Rama The Steadfast: An Early Form Of The Ramayana by Brockington, John & Mary (Translation)
Warrior-prince Rama is about to be crowned Young King, when he hears the devastating news that his father, King of Ayodhya, has been tricked into banishing him to the forest. His devoted wife Sita insists on accompanying him in exile, but the evil ten-headed lord Ravana has fallen deeply in love with the beautiful princess and steals her away. Aided by Hanuman, mighty captain of the monkeys, Rama sets out across the world to find her and destroy Ravana in a deadly battle. Rama the Steadfast was composed in the oral tradition in about the fifth century BC and has been retold over the generations ever since. With its fantastical characters ranging from monsters to apes, a very human hero and its profound moral purpose, it is one of the greatest of all Indian tales.
Goddess In The Living Room, The by Latha; Palaniappan Arumugum Et Al (Trans.)
The voices of Tamil women in Singapore are given a powerful outlet by Latha in this collection of stories. Among them: a grandmother forced to move because of an en bloc sale; a daughter caring for her terminally ill mother; and the enigmatic Alyssa, who is left with her grandparents on Pulau Ubin as a child, and must deal with devastating loss as an adult. The Goddess in the Living Room chronicles these women's domestic struggles and exposes the unyielding patriarchy in the Indian community.
How To Get Filthy Rich In Rising Asia: A Novel by Mohsin, Hamid
His first two novels established Mohsin Hamid as a radically inventive storyteller with his finger on the world's pulse. How to Get Filthy Rich in Rising Asia meets that reputation-and exceeds it. The astonishing and riveting tale of a man's journey from impoverished rural boy to corporate tycoon, it steals its shape from the business self-help books devoured by ambitious youths all over "rising Asia." It follows its nameless hero to the sprawling metropolis where he begins to amass an empire built on that most fluid, and increasingly scarce, of goods: water. Yet his heart remains set on something else, on the pretty girl whose star rises along with his, their paths crossing and recrossing, a lifelong affair sparked and snuffed and sparked again by the forces that careen their fates along.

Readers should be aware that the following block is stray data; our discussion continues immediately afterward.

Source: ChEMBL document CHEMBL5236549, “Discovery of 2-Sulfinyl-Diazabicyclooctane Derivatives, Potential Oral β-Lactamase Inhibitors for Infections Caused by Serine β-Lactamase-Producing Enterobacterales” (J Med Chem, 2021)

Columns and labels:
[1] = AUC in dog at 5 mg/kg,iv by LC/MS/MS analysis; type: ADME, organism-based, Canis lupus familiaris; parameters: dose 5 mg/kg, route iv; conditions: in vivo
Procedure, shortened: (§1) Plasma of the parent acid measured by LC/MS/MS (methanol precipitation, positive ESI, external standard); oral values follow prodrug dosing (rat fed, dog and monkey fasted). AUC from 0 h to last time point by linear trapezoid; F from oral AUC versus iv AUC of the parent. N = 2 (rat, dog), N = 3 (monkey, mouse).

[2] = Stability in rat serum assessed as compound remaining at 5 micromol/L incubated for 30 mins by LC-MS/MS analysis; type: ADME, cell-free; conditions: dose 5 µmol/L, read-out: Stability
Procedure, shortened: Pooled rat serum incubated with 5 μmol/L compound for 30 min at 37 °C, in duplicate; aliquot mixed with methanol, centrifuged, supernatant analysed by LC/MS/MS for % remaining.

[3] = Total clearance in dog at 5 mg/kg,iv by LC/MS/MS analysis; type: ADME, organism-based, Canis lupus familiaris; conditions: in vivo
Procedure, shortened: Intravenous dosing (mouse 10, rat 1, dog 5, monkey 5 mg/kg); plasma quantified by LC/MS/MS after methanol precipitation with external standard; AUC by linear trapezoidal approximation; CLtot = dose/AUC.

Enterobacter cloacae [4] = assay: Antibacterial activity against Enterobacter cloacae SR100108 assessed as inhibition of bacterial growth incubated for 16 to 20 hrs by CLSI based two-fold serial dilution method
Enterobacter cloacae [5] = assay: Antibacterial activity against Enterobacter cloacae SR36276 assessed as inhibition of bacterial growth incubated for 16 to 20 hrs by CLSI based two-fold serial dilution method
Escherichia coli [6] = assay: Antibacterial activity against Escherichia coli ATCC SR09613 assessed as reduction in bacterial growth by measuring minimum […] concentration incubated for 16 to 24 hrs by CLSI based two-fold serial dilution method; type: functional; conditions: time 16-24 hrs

How to Get Filthy Rich in Rising Asia is a striking slice of contemporary life at a time of crushing upheaval. Romantic without being sentimental, political without being didactic, and spiritual without being religious, it brings an unflinching gaze to the violence and hope it depicts. And it creates two unforgettable characters who find moments of transcendent intimacy in the midst of shattering change.
Tale Of The Heike, The by Tyler, Royall (Trans.)
The Tale of the Heike is Japan's great martial epic; a masterpiece of world literature and the progenitor of all samurai stories, now in a major and groundbreaking new translation by Royall Tyler, acclaimed translator of The Tale of Genji.
First assembled from scattered oral poems in the early fourteenth century, The Tale of the Heike is Japan's Iliad - a grand-scale depiction of the wars between the Heike and Genji clans. Legendary for its magnificent and vivid set battle scenes, it is also a work filled with intimate human dramas and emotions, contemplating Buddhist themes of suffering and separation, as well as universal insights into love, loss and loyalty. The narrative moves back and forth between the two great warring clans, between aristocratic society and street life, adults and children, great crowds and introspection. No Japanese work has had a greater impact on subsequent literature, theatre, music and films, or on Japan's sense of its own past.
Royall Tyler's new translation is the first to capture the way The Tale of the Heike was originally performed. It re-creates the work in its full operatic form, with speech, poetry, blank verse and song that convey its character as an oral epic in a way not seen before, fully embracing the rich and vigorous language of the original texts. Beautifully illustrated with fifty-five woodcuts from the nineteenth-century artistic master, Katsushika Hokusai, and bolstered with maps, character guides, genealogies and rich annotation, this is a landmark edition.